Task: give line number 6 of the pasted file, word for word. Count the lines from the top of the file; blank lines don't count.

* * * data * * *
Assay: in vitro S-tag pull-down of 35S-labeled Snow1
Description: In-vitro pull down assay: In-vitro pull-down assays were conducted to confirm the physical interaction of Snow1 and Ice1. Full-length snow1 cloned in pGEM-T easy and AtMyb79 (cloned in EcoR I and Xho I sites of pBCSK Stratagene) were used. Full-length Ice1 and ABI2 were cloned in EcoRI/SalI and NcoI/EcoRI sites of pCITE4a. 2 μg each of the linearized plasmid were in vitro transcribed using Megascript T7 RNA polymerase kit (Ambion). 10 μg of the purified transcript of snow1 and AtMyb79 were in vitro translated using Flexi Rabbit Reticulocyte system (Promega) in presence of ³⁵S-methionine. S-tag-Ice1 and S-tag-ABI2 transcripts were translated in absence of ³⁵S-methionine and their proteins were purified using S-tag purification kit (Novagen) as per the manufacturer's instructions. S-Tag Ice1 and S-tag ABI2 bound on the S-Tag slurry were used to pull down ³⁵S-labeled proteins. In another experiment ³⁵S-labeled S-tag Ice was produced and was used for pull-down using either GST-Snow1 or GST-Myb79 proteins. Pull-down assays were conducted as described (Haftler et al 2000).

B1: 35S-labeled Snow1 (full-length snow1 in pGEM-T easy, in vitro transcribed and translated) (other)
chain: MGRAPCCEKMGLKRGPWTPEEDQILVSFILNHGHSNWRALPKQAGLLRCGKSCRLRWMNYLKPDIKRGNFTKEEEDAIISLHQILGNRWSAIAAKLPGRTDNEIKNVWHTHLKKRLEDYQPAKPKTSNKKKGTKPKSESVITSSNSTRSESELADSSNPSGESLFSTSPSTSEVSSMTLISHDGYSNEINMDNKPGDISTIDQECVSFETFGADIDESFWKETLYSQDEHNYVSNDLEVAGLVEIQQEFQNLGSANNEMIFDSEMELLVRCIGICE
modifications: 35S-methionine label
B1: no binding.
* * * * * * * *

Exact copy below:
B1: no binding.